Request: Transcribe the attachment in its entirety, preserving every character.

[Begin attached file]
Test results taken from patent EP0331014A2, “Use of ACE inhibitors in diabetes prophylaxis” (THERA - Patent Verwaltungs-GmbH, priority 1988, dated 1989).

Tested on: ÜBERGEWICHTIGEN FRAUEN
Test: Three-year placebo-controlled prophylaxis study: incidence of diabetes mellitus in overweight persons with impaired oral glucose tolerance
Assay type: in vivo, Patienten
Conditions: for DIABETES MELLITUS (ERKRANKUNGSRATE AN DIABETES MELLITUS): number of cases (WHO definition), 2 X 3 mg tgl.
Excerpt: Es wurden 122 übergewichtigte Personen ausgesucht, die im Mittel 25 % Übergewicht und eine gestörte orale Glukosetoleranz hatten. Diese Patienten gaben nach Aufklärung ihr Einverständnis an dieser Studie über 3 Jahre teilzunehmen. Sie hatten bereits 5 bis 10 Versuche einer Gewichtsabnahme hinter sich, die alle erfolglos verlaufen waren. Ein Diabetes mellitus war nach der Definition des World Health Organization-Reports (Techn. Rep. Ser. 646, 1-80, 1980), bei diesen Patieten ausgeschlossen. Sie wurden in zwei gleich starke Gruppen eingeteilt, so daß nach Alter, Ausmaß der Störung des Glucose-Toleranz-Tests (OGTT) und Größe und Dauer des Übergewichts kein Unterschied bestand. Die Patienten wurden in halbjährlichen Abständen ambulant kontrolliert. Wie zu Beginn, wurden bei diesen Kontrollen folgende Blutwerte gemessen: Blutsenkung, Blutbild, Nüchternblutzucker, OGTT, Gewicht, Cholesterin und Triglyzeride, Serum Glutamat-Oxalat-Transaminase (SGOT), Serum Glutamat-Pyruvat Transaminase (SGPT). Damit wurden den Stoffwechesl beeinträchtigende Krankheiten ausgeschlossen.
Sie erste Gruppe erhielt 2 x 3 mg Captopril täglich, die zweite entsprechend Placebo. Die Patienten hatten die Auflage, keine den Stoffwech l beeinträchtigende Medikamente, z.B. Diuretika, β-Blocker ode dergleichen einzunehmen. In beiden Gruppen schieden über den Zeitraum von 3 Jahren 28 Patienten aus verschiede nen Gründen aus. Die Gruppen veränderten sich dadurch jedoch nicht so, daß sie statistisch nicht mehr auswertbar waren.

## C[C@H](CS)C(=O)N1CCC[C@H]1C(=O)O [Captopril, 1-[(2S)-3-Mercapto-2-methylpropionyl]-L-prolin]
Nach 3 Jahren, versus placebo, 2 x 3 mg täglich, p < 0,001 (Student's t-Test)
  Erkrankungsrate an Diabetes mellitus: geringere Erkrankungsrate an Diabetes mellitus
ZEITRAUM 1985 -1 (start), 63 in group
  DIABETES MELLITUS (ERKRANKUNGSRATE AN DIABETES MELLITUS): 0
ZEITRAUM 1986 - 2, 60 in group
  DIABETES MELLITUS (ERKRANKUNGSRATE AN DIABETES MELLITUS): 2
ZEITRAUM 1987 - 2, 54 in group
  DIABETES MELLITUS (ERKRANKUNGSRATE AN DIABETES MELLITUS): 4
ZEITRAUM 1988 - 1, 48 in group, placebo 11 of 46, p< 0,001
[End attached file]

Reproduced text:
Test results taken from patent EP0331014A2, “Use of ACE inhibitors in diabetes prophylaxis” (THERA - Patent Verwaltungs-GmbH, priority 1988, dated 1989).

Tested on: ÜBERGEWICHTIGEN FRAUEN
Test: Three-year placebo-controlled prophylaxis study: incidence of diabetes mellitus in overweight persons with impaired oral glucose tolerance
Assay type: in vivo, Patienten
Conditions: for DIABETES MELLITUS (ERKRANKUNGSRATE AN DIABETES MELLITUS): number of cases (WHO definition), 2 X 3 mg tgl.
Excerpt: Es wurden 122 übergewichtigte Personen ausgesucht, die im Mittel 25 % Übergewicht und eine gestörte orale Glukosetoleranz hatten. Diese Patienten gaben nach Aufklärung ihr Einverständnis an dieser Studie über 3 Jahre teilzunehmen. Sie hatten bereits 5 bis 10 Versuche einer Gewichtsabnahme hinter sich, die alle erfolglos verlaufen waren. Ein Diabetes mellitus war nach der Definition des World Health Organization-Reports (Techn. Rep. Ser. 646, 1-80, 1980), bei diesen Patieten ausgeschlossen. Sie wurden in zwei gleich starke Gruppen eingeteilt, so daß nach Alter, Ausmaß der Störung des Glucose-Toleranz-Tests (OGTT) und Größe und Dauer des Übergewichts kein Unterschied bestand. Die Patienten wurden in halbjährlichen Abständen ambulant kontrolliert. Wie zu Beginn, wurden bei diesen Kontrollen folgende Blutwerte gemessen: Blutsenkung, Blutbild, Nüchternblutzucker, OGTT, Gewicht, Cholesterin und Triglyzeride, Serum Glutamat-Oxalat-Transaminase (SGOT), Serum Glutamat-Pyruvat Transaminase (SGPT). Damit wurden den Stoffwechesl beeinträchtigende Krankheiten ausgeschlossen.
Sie erste Gruppe erhielt 2 x 3 mg Captopril täglich, die zweite entsprechend Placebo. Die Patienten hatten die Auflage, keine den Stoffwech l beeinträchtigende Medikamente, z.B. Diuretika, β-Blocker ode dergleichen einzunehmen. In beiden Gruppen schieden über den Zeitraum von 3 Jahren 28 Patienten aus verschiede nen Gründen aus. Die Gruppen veränderten sich dadurch jedoch nicht so, daß sie statistisch nicht mehr auswertbar waren.

## C[C@H](CS)C(=O)N1CCC[C@H]1C(=O)O [Captopril, 1-[(2S)-3-Mercapto-2-methylpropionyl]-L-prolin]
Nach 3 Jahren, versus placebo, 2 x 3 mg täglich, p < 0,001 (Student's t-Test)
  Erkrankungsrate an Diabetes mellitus: geringere Erkrankungsrate an Diabetes mellitus
ZEITRAUM 1985 -1 (start), 63 in group
  DIABETES MELLITUS (ERKRANKUNGSRATE AN DIABETES MELLITUS): 0
ZEITRAUM 1986 - 2, 60 in group
  DIABETES MELLITUS (ERKRANKUNGSRATE AN DIABETES MELLITUS): 2
ZEITRAUM 1987 - 2, 54 in group
  DIABETES MELLITUS (ERKRANKUNGSRATE AN DIABETES MELLITUS): 4
ZEITRAUM 1988 - 1, 48 in group, placebo 11 of 46, p< 0,001